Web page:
About Brian
Brian at Work
The Replicas
Clients Comments








Brian Williams is a Marine Miniature Specialist who started making models of yachts and ships in the 1940s, while serving in the Royal Marines. Impressed by his work, commissions increased in number by various Clients principally for replicas of yachts.

In 1977, with the encouragement of the National Maritime Museum, which recognised his rare gift, he turned professional. He then devoted his life to the creation of these perfect scale miniature replicas upon which he had already established a world-wide reputation for excellence.

He now undertakes a very wide range of commissions for many subjects with an unusual skill of creating small scale miniatures ranging from 1:1000 to 1:75. All his replicas are created to clients’ requirements. This field now encompasses yachts for owners and crews; traditional sailing vessels from ships of the line to Thames barges and inshore vessels; commercial ships and warships; tugs; trawlers and work vessels – many for collectors and museums. For such a dedicated specialist the large range is unusual and based upon his extensive knowledge of the maritime history of ship building and vessels through the ages.

Lifeboats have always played a large part in his ‘yard’ program ranging from those of  the past to the current modern lifeboats. The RNLI commissioned him to produce a complete range for the RNLI Museum and used for exhibition and fund-raising but many have been created for lifeboat crews for presentations besides other commissioned by collectors. Brian has been a keen supporter of the RNLI for over 50 years and has so many friends amongst the crews and staff.

His replicas are outstanding for the fineness of detail in work of this scale – a fully rigged ship, even with a Watch of her crew in a showcase no larger than 10 x 7 x 6 inches.  A client, looking at his replica through a magnifying glass, was delighted to see that the shirts of his crewmen all fluttering to leeward. Similarly, in a lighter vein, another was surprised to see his daughter’s watch but couldn’t quite see the time!

Such comments emphasize that the crew detail is not a gimmick – it is what the eye can see and Brian has the uncanny ability of embodying not only the exquisite detail but the complete character of the subject, and the spirit of the sea, in his work.  The lifelike seas, are a significant feature, stemming from his many years as a marine artist.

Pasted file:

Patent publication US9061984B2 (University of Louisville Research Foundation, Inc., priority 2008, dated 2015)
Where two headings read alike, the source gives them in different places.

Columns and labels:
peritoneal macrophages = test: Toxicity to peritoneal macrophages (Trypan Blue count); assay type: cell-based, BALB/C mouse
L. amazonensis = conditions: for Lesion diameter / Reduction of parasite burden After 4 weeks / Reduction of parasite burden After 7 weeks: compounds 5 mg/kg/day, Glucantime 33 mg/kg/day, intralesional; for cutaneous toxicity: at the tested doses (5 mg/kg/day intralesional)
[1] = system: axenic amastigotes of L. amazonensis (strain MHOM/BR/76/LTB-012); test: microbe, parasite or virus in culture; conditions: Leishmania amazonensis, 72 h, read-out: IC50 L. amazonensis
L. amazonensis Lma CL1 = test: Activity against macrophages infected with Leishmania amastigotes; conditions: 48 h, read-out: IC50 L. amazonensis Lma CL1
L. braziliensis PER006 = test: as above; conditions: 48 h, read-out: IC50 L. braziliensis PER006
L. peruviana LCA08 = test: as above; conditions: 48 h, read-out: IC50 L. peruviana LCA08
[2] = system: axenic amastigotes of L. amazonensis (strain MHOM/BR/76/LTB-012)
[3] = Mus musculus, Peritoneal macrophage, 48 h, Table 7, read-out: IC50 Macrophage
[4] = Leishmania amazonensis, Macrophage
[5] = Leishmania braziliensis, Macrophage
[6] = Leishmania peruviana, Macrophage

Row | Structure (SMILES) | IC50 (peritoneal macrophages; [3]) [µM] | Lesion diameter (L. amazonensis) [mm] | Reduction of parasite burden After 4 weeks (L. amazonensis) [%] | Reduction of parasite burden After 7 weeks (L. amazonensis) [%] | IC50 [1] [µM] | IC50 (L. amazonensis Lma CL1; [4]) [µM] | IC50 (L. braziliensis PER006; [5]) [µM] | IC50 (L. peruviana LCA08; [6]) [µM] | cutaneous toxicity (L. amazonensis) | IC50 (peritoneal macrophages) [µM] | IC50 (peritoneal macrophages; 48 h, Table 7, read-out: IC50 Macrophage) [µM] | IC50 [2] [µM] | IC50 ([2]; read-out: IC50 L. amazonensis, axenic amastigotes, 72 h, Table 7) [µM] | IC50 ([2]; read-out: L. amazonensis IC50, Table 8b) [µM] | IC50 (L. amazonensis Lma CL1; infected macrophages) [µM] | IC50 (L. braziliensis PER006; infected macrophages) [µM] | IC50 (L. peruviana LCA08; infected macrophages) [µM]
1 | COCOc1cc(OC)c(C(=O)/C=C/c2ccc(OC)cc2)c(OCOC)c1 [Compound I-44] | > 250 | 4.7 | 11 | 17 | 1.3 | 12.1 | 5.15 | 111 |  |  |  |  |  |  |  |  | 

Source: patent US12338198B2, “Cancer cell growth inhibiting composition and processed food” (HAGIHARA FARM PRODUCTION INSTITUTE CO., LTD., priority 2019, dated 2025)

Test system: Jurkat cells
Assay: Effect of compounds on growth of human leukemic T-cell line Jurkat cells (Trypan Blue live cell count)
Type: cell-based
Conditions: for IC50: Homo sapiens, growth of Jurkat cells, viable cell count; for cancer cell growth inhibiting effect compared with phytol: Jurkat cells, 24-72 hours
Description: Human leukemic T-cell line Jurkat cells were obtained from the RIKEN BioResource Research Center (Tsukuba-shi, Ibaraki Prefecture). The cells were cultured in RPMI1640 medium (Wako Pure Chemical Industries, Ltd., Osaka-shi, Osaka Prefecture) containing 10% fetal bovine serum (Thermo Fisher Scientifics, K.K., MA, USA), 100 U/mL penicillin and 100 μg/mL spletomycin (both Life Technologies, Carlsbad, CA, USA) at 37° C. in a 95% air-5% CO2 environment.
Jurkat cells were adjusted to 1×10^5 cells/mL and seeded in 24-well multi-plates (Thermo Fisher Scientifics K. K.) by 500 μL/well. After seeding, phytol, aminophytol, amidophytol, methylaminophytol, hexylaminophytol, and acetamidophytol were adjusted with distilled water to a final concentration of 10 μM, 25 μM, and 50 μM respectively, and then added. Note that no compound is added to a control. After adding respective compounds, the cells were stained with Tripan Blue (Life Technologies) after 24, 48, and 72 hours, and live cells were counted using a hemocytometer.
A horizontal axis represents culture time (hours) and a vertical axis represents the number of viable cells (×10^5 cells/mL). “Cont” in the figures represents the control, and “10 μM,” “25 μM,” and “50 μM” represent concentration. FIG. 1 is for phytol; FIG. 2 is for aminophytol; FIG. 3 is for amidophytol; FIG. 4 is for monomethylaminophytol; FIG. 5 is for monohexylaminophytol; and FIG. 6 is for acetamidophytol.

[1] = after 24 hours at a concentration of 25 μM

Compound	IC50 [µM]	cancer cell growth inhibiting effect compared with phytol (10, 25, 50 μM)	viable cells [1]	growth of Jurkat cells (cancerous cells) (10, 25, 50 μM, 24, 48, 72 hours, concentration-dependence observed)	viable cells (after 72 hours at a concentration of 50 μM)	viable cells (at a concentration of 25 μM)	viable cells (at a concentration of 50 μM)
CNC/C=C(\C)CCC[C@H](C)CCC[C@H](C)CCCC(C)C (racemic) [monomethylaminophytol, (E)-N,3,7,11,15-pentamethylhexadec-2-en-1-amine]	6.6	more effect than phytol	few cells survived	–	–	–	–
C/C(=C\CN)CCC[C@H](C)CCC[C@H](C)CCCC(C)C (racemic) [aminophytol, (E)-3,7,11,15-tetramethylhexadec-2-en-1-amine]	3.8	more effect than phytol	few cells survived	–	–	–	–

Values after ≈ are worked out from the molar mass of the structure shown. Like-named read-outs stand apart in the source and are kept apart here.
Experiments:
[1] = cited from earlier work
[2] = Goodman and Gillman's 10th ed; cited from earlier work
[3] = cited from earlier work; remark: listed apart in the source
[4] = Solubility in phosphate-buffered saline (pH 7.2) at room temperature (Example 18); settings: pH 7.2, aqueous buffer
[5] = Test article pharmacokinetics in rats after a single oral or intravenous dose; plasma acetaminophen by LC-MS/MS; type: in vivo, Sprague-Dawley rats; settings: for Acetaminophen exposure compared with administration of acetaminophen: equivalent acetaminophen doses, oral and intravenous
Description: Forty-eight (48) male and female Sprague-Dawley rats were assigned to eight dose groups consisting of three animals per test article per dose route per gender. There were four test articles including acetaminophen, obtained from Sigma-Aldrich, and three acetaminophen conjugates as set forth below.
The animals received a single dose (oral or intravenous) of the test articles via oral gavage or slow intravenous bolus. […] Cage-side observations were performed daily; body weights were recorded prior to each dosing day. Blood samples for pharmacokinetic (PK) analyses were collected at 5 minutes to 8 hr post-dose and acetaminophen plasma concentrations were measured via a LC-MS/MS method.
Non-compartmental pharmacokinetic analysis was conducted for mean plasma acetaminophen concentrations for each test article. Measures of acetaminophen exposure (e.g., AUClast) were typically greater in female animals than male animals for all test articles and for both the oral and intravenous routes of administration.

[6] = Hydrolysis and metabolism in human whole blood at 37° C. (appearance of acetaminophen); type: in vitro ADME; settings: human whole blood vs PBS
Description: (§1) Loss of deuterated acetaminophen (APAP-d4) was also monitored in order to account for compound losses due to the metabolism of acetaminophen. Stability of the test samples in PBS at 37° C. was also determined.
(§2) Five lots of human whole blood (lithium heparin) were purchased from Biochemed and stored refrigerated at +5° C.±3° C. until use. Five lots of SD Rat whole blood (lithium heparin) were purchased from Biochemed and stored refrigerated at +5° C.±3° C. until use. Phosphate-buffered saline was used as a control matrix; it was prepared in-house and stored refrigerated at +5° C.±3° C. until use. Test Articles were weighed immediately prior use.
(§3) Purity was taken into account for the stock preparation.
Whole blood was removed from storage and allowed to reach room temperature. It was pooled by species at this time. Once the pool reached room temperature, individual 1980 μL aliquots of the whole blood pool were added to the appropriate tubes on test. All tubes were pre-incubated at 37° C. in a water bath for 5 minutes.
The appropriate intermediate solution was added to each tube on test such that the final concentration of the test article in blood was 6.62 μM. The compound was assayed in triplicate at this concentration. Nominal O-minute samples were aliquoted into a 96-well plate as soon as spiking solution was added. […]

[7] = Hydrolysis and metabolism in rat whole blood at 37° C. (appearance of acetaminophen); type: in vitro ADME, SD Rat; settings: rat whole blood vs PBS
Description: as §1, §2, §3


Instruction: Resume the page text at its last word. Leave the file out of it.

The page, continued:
Outstanding commissions have been the Australian Tall Ships Trophy of the “Cutty Sark” – a giant by Brian’s standards of 14” length; a collection of 19th Century ships of the line; the “Mary Rose” commissioned for Prince Charles; J Class  and America’s Cup yachts; and others for both Royal collections and others including the Royal yacht “Britannia”.  He has the belief that his range of work is limitless, an unusual feature with a professional - one recently undertaken is a complicated oil industry support ship, quite the most detailed subject yet. There is a significant increase in commissions for commercial and warships which is testimony to his skill. In 2005 he completed an unusual limited edition H.M.S Victory to assist with the restoration of the ship.

Despite the thorough researching and drawing preparation, and the many meticulous man-hours involved, one of the factors behind his world-wide recognition is his ability to offer his work at very reasonable fees. This results from his long experience in this unique field. His work is found in many parts of the world, not only for owners and collectors but specialized galleries and museums, and all have seen the value of their replicas appreciate enormously over the years.

It is an occupation of immense job satisfaction which generates hosts of friends who possess his works, all supplied with their Certificates of Authenticity and Scale, but there is always a tinge of sadness when a replica ‘sails’ to her destination after the many hours working on her. 

Brian even publishes a regular newsletter for clients interested to learn what is happening in this tiniest ‘shipyard’ of all.


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